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Daimler Is Making Its Managers Drive Hybrid, Electric Cars

Mercedes-Benz E-Klasse Limousine (W 213) 2016Mercedes-Benz E-ClMercedes-Benz E-Klasse Limousine (W 213) 2016Mercedes-Benz E-Cl
The Mercedes-Benz E 350 e was unveiled in January 2016 at the North American International Auto Show in Detroit. Courtesy of Daimler AG

Plug-in hybrids and all-electric vehicles will become the de facto company car for managers at Daimler.

The German automaker established a new policy this week that will require top managers to drive electrified company cars—as opposed to gas-powered vehicles—to set an example and provide a clear role model, the company says.

Daimler (DAI), which owns Mercedes-Benz, also announced it would invest another 30 million euros ($33 million) to expand its own charging infrastructure across its offices and facilities. The company has already installed 556 charging points for managers and employees just in the Stuttgart area.

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The new policy only applies to the company’s senior levels of management. For now, plug-in hybrids will be the company’s primary focus. That means top managers will have the option of driving the S 500 e, the C 350 e in Saloon, the GLE 500 e 4MATIC, the GLC 350 e 4MATIC, and the new E-Class 350 e, which was unveiled at the North American International Auto Show in Detroit in January.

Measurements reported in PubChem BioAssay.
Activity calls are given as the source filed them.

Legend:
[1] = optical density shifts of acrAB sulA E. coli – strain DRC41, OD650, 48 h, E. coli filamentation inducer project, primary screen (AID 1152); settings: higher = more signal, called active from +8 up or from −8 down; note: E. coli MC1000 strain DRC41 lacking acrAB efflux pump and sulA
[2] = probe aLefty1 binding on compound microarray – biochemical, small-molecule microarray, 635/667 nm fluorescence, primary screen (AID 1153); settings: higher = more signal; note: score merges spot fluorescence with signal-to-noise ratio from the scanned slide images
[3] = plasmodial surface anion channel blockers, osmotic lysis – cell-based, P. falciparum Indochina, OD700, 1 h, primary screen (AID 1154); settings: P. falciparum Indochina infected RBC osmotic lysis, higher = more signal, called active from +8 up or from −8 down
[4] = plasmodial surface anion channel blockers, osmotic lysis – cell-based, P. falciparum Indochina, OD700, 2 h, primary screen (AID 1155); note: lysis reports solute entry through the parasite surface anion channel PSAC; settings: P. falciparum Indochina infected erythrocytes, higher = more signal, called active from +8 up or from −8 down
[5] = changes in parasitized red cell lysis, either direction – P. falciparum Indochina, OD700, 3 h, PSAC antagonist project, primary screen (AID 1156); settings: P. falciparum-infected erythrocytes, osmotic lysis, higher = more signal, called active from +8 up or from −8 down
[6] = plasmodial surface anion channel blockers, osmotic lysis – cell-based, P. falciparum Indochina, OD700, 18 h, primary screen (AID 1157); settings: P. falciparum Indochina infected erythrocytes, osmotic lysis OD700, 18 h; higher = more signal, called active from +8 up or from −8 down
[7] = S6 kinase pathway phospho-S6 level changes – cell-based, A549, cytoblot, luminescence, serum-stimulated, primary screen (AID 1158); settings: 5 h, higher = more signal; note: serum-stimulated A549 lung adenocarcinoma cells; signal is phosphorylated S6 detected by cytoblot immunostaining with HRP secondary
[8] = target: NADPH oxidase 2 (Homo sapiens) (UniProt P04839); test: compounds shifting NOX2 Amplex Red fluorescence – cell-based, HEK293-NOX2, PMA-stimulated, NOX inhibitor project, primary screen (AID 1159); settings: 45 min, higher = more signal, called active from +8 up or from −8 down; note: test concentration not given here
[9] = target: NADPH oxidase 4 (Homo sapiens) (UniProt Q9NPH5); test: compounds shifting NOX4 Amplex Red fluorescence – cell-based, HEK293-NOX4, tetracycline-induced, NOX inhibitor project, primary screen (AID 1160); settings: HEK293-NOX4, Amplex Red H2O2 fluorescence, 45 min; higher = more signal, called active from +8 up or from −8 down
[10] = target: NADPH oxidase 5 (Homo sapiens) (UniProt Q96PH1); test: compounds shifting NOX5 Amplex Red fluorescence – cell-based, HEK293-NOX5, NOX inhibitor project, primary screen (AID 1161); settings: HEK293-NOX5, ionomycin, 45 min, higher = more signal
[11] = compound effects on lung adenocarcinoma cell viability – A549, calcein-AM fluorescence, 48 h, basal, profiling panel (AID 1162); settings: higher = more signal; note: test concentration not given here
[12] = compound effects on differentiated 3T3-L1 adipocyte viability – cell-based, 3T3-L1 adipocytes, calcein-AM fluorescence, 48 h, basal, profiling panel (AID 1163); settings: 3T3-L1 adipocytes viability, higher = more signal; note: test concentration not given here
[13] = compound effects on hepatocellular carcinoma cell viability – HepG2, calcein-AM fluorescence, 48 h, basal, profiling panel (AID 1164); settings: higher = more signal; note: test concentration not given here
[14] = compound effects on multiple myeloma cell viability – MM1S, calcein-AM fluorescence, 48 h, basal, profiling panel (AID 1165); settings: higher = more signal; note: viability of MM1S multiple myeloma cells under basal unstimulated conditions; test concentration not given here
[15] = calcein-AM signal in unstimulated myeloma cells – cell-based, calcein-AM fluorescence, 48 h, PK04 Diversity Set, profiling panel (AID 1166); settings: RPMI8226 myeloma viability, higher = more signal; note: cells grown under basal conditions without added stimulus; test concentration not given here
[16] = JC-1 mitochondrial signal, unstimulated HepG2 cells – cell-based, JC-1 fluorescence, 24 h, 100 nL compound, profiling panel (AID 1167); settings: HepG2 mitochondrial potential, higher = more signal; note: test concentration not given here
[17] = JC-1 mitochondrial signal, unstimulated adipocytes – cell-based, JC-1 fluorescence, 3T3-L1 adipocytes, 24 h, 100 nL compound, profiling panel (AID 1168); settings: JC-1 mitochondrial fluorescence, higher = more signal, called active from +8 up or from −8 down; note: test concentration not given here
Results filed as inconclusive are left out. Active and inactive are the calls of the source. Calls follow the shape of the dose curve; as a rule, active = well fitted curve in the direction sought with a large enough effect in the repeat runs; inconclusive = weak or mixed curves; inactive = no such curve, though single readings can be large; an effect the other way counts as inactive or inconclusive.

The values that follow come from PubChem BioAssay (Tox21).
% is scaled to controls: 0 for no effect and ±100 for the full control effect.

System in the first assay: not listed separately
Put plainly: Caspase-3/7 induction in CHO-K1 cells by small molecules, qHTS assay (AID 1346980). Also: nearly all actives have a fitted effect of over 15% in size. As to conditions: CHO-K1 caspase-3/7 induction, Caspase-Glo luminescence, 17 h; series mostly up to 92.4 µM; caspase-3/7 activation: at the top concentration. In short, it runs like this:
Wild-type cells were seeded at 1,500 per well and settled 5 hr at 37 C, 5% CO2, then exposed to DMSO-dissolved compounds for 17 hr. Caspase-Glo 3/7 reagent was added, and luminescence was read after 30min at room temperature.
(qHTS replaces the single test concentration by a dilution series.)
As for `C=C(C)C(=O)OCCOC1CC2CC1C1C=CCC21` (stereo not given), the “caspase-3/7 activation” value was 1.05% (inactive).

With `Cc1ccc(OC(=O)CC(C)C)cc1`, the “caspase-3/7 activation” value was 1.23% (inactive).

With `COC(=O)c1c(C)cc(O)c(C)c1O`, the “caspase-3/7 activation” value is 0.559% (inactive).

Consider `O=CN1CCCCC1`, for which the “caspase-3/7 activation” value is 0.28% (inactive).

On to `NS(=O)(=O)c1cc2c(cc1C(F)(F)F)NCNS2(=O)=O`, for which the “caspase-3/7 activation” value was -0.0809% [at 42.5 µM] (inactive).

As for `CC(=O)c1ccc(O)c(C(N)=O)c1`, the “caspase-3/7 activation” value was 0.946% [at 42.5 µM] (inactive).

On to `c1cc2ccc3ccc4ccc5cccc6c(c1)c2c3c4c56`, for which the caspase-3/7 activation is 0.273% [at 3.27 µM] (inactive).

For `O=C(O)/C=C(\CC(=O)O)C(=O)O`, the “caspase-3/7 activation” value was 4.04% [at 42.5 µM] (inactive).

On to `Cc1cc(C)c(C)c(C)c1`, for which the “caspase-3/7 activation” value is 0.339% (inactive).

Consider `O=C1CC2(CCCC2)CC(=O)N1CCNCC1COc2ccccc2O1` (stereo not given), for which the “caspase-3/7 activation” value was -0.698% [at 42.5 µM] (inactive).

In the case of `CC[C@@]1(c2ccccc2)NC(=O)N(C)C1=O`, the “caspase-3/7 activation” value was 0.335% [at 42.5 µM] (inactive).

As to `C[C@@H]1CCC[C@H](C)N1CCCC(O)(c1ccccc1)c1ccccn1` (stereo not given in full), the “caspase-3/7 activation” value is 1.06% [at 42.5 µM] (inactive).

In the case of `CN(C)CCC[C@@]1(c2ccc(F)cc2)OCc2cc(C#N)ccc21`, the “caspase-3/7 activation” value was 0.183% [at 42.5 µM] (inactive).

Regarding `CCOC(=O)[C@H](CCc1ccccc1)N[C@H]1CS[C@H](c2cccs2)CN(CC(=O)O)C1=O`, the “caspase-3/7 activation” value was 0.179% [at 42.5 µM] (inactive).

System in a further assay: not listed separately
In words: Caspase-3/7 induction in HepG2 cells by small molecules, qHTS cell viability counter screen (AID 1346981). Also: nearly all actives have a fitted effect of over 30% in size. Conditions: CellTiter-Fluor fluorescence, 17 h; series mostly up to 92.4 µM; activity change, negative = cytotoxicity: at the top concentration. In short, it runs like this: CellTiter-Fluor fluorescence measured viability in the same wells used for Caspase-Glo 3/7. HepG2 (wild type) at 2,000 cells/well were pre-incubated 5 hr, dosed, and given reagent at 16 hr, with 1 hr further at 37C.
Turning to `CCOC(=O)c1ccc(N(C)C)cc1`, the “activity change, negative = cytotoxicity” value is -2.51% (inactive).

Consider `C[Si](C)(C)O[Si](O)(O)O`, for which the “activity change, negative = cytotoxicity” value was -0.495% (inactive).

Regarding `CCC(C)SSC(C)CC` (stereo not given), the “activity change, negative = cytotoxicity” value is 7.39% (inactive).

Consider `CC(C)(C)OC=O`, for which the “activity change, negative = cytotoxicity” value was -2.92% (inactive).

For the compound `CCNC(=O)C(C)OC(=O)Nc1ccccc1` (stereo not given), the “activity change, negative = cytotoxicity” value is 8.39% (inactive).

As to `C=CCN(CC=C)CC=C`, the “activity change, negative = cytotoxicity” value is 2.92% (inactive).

The policy follows a pilot project in which managers in Stuttgart, Germany have been driving the all-electric B-Class 250 e since April.

Daimler staff aren’t required to drive electrified vehicles. However, the company says its making more of these cars available for use. A project called “charge@work,” which was launched in October 2013, offers employees the use of electric vehicles for both business and private use.

The company has ramped up its investment and commitment to electrified vehicles in the past year, although most are plug-in hybrids, not all-electric cars. The company’s Mercedes-Benz brand announced plans last year to introduce 10 plug-in hybrid models by 2017.

Mercedes-Benz’s answer to Google’s driverless car
Mercedes is still committed to diesel-powered vehicles, even as rival automaker Volkswagen is entrenched in a diesel-emissions cheating scandal that has marred the reputation of the fuel and cars powered by it. Earlier this month, Mercedes unveiled its next-generation diesel engines. The new four-cylinder motor will be available for the first time in the E-Class sedan that goes on sale in March. The company, which began working on these engines four years ago, plans to introduce the new diesel motors across its model range through 2019.
The new diesel engines are more efficient, powerful, lighter, and compact and are designed to meet all future global emissions standards, according to Professor Thomas Weber, a board member of Daimler’s group research and Mercedes-Benz development division, in a recent statement, adding the new engine delivers around 13% lower fuel consumption and carbon dioxide emissions.
“In our opinion, the diesel engine is indispensable in trucks and cars if we want to further reduce the CO2 emissions from traffic,” he said.